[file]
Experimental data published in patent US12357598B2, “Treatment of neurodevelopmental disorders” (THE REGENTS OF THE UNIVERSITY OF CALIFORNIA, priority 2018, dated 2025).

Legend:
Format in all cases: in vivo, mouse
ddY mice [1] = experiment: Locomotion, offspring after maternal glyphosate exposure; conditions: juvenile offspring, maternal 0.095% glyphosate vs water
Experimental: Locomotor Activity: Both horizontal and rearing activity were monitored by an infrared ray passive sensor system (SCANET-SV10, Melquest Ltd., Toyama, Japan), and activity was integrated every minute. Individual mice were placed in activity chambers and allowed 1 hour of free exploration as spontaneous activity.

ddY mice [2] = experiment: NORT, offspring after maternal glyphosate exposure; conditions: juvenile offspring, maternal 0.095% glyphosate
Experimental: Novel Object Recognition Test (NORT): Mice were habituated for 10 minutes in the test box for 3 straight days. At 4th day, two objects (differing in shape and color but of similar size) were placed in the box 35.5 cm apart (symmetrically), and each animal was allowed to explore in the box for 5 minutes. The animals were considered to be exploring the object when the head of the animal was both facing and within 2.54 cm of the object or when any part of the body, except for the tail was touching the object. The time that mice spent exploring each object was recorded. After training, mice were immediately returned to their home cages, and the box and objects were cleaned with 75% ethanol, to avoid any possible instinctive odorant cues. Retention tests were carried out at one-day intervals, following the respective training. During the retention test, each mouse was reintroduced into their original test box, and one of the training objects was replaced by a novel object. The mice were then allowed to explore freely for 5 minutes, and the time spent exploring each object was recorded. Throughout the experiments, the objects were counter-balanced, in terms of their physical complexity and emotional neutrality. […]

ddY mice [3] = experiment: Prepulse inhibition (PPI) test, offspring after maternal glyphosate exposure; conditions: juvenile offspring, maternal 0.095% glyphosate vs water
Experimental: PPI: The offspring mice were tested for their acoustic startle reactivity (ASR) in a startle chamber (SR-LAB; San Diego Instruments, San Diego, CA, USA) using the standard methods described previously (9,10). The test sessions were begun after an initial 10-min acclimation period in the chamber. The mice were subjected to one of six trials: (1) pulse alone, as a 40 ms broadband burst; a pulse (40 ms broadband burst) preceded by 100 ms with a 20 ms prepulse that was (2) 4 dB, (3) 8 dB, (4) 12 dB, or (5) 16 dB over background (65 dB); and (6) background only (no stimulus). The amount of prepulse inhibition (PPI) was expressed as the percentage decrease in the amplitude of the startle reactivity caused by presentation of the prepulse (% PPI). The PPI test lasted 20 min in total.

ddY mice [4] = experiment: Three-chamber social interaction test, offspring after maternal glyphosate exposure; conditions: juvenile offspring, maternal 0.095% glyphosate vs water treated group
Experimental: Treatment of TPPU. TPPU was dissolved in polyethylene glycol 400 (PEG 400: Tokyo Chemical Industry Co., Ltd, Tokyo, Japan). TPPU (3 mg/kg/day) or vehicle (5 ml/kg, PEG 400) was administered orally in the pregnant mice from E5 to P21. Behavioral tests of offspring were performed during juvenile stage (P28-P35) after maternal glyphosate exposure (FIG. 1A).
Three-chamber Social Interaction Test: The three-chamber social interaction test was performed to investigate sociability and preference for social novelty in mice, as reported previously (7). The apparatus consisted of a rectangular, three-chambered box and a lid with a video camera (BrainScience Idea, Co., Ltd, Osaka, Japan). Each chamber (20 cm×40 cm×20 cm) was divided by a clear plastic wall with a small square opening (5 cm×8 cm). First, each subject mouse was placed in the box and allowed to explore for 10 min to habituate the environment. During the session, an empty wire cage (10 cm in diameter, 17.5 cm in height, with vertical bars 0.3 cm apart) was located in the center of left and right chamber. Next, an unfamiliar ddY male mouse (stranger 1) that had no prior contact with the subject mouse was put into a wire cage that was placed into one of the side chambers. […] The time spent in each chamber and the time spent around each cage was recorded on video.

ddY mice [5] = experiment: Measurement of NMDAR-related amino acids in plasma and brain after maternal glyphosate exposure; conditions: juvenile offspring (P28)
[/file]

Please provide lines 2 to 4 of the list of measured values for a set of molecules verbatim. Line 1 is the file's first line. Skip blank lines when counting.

Legend:
Format in all cases: in vivo, mouse
ddY mice [1] = experiment: Locomotion, offspring after maternal glyphosate exposure; conditions: juvenile offspring, maternal 0.095% glyphosate vs water